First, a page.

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  • Felice Cohen

A Not So Happy Meal

“What is that?” my client asked. We were walking across East 73rd Street when we spotted a rather unappetizing sight outside a popular restaurant in a very wealthy Manhattan neighborhood.

chicken restaur

“Looks like a rat’s Christmas morning,” I said, snapping a picture of the clump of raw meat on the ground adjacent to the barrel.

“Do you think we should tell them?” she said. Being the good Samaritans we are, we walked inside. After a few minutes of standing there being seen, but ignored by the staff prepping for the lunch crowd, we left, making note never to eat in that establishment.

A messy kitchen area is one thing. An unsanitary one is a whole other ballgame.

In the two years I’ve been in my new apartment, one of the best improvements over my old place is having a real kitchen. Living without one for almost five years, I can appreciate having space to cook. And the one thing I’ve discovered in learning  to cook is that it’s not so unlike organizing. The key is preparation.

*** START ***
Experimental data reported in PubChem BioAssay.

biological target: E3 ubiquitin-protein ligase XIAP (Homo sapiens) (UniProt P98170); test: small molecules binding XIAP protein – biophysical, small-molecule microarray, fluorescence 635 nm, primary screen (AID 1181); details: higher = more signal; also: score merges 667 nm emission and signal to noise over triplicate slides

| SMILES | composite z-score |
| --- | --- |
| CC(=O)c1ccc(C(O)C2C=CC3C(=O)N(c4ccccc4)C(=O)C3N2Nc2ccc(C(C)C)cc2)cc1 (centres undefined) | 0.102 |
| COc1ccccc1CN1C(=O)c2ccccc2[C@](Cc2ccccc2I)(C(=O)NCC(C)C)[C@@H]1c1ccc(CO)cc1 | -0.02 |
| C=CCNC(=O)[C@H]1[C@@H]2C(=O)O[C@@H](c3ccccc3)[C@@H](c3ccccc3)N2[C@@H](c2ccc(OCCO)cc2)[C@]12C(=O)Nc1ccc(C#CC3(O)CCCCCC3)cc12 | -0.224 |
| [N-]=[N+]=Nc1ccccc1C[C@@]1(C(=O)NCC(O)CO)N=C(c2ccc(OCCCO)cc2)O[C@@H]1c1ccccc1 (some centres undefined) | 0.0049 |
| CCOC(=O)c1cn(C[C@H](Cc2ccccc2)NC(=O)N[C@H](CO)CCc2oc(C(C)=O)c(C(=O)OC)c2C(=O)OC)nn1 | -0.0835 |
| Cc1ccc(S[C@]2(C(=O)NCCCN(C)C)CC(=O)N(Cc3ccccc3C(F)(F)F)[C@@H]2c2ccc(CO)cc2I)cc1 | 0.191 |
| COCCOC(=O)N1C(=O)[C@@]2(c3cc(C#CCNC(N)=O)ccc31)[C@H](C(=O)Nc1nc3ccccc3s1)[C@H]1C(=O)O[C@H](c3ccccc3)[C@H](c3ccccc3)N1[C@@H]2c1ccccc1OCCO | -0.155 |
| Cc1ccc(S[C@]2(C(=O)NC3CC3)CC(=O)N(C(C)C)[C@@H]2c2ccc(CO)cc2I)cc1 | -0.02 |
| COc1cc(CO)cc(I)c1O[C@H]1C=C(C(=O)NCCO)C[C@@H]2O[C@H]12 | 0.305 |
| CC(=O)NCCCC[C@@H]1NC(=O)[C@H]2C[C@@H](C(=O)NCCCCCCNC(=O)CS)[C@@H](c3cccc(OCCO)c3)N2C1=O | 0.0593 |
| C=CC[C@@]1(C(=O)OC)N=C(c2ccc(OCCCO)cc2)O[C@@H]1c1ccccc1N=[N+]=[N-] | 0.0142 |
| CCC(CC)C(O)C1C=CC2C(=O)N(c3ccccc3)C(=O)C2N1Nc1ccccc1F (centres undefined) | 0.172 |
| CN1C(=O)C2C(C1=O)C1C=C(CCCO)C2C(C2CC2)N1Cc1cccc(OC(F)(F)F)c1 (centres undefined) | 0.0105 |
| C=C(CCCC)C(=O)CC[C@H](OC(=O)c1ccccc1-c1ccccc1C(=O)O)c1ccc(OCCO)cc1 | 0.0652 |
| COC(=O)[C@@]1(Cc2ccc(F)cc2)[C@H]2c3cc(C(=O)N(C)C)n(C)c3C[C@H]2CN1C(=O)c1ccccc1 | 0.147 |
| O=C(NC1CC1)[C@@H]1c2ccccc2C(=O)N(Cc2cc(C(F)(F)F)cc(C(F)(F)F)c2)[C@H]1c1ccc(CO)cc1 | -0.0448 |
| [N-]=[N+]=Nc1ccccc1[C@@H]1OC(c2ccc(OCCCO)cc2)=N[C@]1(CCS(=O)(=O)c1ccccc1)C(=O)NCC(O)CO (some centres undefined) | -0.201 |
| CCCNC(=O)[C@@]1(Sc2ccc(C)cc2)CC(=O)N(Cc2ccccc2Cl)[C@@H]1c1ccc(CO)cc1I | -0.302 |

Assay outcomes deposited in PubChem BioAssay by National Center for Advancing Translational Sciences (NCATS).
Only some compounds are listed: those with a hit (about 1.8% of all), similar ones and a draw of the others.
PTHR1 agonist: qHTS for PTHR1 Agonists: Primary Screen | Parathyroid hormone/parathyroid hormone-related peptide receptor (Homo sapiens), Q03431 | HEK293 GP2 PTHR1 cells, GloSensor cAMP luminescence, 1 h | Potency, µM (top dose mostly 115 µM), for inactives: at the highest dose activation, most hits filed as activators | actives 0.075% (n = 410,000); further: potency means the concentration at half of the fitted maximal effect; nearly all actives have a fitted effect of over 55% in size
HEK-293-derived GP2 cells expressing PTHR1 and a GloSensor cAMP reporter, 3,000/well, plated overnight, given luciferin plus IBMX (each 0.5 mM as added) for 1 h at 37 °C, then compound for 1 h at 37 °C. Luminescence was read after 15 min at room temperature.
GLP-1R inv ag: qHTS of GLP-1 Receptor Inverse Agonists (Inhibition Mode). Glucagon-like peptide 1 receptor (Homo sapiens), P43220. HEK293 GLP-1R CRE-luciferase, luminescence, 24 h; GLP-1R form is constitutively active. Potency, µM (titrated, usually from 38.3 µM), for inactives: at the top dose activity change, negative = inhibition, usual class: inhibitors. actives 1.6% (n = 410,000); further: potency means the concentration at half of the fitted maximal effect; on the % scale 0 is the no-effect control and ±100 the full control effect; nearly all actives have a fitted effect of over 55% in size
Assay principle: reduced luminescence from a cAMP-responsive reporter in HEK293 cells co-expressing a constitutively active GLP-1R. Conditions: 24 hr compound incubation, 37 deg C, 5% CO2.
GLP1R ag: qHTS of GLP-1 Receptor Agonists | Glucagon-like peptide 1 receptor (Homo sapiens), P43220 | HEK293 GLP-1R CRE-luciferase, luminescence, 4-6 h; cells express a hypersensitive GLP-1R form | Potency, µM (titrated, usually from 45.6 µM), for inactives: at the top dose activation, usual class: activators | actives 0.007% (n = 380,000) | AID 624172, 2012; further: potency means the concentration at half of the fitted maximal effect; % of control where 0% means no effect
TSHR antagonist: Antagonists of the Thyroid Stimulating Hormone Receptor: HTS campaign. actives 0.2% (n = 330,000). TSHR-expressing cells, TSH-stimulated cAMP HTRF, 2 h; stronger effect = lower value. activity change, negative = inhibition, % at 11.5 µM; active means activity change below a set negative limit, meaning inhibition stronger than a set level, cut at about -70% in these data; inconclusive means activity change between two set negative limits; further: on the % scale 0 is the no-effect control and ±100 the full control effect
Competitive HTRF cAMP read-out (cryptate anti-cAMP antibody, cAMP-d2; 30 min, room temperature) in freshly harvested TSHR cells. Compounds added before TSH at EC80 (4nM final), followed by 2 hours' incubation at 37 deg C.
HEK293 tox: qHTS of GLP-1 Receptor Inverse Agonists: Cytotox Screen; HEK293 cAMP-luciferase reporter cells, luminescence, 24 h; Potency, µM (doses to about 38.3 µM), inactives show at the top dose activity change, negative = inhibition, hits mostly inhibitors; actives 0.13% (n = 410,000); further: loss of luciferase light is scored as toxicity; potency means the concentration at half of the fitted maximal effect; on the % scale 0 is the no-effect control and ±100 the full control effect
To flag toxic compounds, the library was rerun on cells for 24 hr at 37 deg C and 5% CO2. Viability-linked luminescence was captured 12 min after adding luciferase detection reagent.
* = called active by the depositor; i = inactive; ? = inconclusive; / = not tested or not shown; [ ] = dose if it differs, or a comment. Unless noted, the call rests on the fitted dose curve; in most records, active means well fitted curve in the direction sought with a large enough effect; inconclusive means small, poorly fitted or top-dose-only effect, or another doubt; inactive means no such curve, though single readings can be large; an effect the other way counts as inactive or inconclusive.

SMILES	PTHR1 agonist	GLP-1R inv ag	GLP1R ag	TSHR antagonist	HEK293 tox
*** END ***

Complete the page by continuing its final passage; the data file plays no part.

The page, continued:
First I set out all the ingredients on my large island: food, cutting board, knife, measuring cups, etc. Then I pretend I’m Rachel Ray, putting each chopped, diced or peeled ingredient in its own bowl before beginning the process. If a stray piece of celery, onion or one tiny grain of couscous hits the floor, I’m on it like white on rice. Knock on wood I’ve yet to see anything in my apartment with more legs than I have. We know the city has rats, but what helps New Yorkers sleep at night is that, for the most part, the (not so) little critters stay hidden underground.

I’d like to keep it that way.

In order to do that, if would be great if we all did our part. Lazily tossing food into the trash – only to miss – is like sending out invitations to unwanted guests. I’m not saying we need to keep our city spit shine, but raw meat on the ground? Not kosher.

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